I'm finding the same thing with the word "community". One meaning as in location, the other meaning as in relationship. When we talk about community development, this word, too, can be problematic, as it I think it is most often heard as "location".

Anywho, all this just to say that it's a good challenge to describe and find language that isn't perceived in only one particular way by a large number of people if used. Any words you run into that cause some question about meaning and perception as you go to use them?

Saturday, March 7, 2009

neighborhood meetings

As a friend of Harvest Vineyard, I attended their Walnut Neighborhood Association meeting the other night. Representatives from 3 churches in the neighborhood, a retirement center, and residents gather monthly to share concerns and thoughts with one another, a city police officer, and a councilman. There's talk about a spring neighborhood clean-up date, and room to bring ideas to the table. One of Orchard Hill's members is a passionate gardener. She dreams of a community garden and wonders if there's interest in this neighborhood. I brought up the topic, and residents spoke of a community garden that was tried in the past in an open field area. There was also a neighborhood initiative called "Miracle of Marigolds" in which the neighborhood has had a mass marigold planting day on corners of properties. Mainentance, theft, and vandalism became part of the discussion, and neighbors talked about how it became easier and more manageable to just plant individual garden plots and maintain their own space.

This discussion made me begin to wonder if a little creativity is all that is needed to consider how there might be some form of community gardening that would work. Especially if someone is called and committed to it. I'm hearing from other friends, both within the neighborhood and from without, that have some dreams and passions to address various needs in the neighborhood. It will be the call from God in their lives that is needed to pursue those dreams and visions. And the encouragement and permission from others to let the person know that he/she can and should follow the call of God. Any thoughts out there about the topic of calling?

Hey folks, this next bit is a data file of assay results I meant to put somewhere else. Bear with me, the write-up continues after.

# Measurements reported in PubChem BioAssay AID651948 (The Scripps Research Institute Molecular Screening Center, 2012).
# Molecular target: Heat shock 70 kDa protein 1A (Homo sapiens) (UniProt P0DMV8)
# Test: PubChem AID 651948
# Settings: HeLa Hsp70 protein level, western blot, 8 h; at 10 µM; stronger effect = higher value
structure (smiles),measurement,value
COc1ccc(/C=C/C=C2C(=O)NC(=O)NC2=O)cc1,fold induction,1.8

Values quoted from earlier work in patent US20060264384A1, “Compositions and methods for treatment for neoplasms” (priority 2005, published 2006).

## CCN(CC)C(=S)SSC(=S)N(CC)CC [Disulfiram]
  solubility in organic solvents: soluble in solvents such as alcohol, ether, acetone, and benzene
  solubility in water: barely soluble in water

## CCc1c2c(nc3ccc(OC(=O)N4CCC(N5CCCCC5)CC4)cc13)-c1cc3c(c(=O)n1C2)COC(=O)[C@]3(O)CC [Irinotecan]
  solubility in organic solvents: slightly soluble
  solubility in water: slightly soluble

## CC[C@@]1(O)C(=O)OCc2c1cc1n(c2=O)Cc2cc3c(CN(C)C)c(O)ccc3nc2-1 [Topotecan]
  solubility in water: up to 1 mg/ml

Friday, March 6, 2009

creation restoration

There's no time like Spring to better consider the restoring work of Creation by our God. Today was one of those grand days outside in the Midwest. Grilled steaks outdoors, watched and listened as 2 trumpeter swans flew overhead and landed on our neighbors' pond, noticed the buds on the flowering crabs, took a moonlight/starlit walk.... yippee!! As the days lengthen with light, and as the earth warms up and is pregnant with new life, I am reminded that God is all about this restoration business. He is faithful and will not cease this mission until His light has entirely swallowed darkness and all of Creation abounds with new life.

Thursday, March 5, 2009

With Justice for All ch. 6

"For you know the grace of our Lord Jesus Christ, that though He was rich, yet for your sake He became poor, that you through His poverty might become rich." 2 Corinthians 8:9